Input example

Here is a more complex example that shows the true power of RxJS and it's declarative reactivity. We will perform a simple weather search and render the results on a page.


<script>
  import { BehaviorSubject, of, from } from "rxjs";
  import { ajax } from "rxjs/ajax";
  import {
    debounceTime,
    distinctUntilChanged,
    filter,
    map,
    merge,
    mergeMap,
    pluck,
    switchMap,
    toArray
  } from "rxjs/operators";

  const fetchWeather = locs => {
    if (!locs || !locs.length) return of([]);

    return from(locs).pipe(
      map(loc => loc.woeid),
      mergeMap(id => {
        return ajax(
          `https://cors-anywhere.herokuapp.com/https://www.metaweather.com/api/location/${id}`
        ).pipe(pluck("response"));
      }),
      map(item => {
        const today = item.consolidated_weather[0];
        return {
          id: item.woeid,
          city: item.title,
          desc: today.weather_state_name,
          icon: `https://www.metaweather.com/static/img/weather/${today.weather_state_abbr}.svg`,
          cel: Math.floor(today.the_temp),
          far: Math.floor(today.the_temp * 1.8 + 32)
        };
      }),
      toArray()
    );
  };

  const fetchCities = query => {
    return !query
      ? of([])
      : ajax(
          `https://cors-anywhere.herokuapp.com/https://www.metaweather.com/api/location/search/?query=${query}`
        ).pipe(
          pluck("response"),
          mergeMap(locs => fetchWeather(locs))
        );
  };

  const search = new BehaviorSubject("").pipe(
    filter(query => query.length > 2),
    debounceTime(500),
    distinctUntilChanged(),
    switchMap(query => fetchCities(query))
  );

  const weather = new BehaviorSubject([]);
  search.subscribe(weather);
</script>

<h2>Weather Search</h2>
<input
  type="text"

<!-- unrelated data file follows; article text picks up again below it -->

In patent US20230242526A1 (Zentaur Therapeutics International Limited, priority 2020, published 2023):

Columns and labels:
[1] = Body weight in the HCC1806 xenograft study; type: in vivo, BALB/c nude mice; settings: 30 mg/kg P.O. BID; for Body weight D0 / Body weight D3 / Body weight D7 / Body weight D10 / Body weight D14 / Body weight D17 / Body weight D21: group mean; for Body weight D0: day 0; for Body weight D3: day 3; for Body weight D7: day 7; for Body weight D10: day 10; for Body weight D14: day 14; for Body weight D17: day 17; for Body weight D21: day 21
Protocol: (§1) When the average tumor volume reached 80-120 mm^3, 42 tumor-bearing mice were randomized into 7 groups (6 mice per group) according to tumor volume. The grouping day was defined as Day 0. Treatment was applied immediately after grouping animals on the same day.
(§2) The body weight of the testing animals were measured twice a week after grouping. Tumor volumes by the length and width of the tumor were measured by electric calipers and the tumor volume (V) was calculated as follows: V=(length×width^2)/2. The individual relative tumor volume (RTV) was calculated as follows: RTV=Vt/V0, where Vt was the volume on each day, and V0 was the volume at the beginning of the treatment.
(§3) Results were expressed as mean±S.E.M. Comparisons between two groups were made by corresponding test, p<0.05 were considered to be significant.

on:input={e => search.next(e.target.value)}
  placeholder="Enter city name" />

{#each $weather as loc (loc.id)}
  <div>
    <h3>
      <img src={loc.icon} alt={loc.desc} style="width:24px;height:24px" />
      {loc.city} {loc.cel}C ({loc.far}F)
    </h3>
  </div>
{/each}

What it does in terms of streams (or my intention at least) is:

  • Kick off a stream if the user types at least 3 chars
  • Debounce until the user stops typing
  • Continue only if the search query has changed
  • Call the weather API to search for locations
  • Get the weather data for every found location

Honestly, this is example took like 90% of my time to get working when writing this article. I also tried to implement a loading indicator with streams too, but gave up because my RxJS-fu is not that strong. I am also 100%, no 1000% sure that this code is not the true Rx way. It is also not working properly, but I can't figure out why. Please, please leave a comment or create a Gist if you know a better way or if you spotted the error, so I can learn!

Conclusion

The point of the article was to see how well Svelte plays with RxJS. Looks like Svelte and RxJS might be a decent match for each other, but I am afraid that RxJS is a little too smart for Svelte (and for me). If you have seen the movie "Good Will Hunting", you know what I mean. It's very easy to get lost in the RxJS land and I feel that most of the examples can be accomplished just as good with promises and regular Svelte stores, even if it means more code. But at least that's the code that you and the ones after you will be able to understand. It also felt a little clunky that you have to use subjects to get the default state, but maybe there is a better way. Please teach me then!

Nevertheless, I had fun playing around with both frameworks and I learned some new stuff on the way. Hope you did too.

Posted on by:

codechips profile

Ilia Mikhailov

@codechips

CTO. Maker. Friend. Manager by day, hacker by night. Svelte.js fan. #rxjs #firebase #js

Discussion

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Very good to know. Thanks a lot...
You write: "Later I will show you another way of handling this."
What another way to start a value, using the same example with array?

 

I probably meant that instead of plain observables it's sometimes more convenient to use Rx subjects as you can define them with default values, in this case an empty array, like new BehaviorSubject([]) that also can act as an observable. This way it won't blow up when you subscribe and try to loop over it in Svelte since initial value is an empty array and not null. You can however achieve same thing with RxJS startWith([]) operator and plain observables too if you want.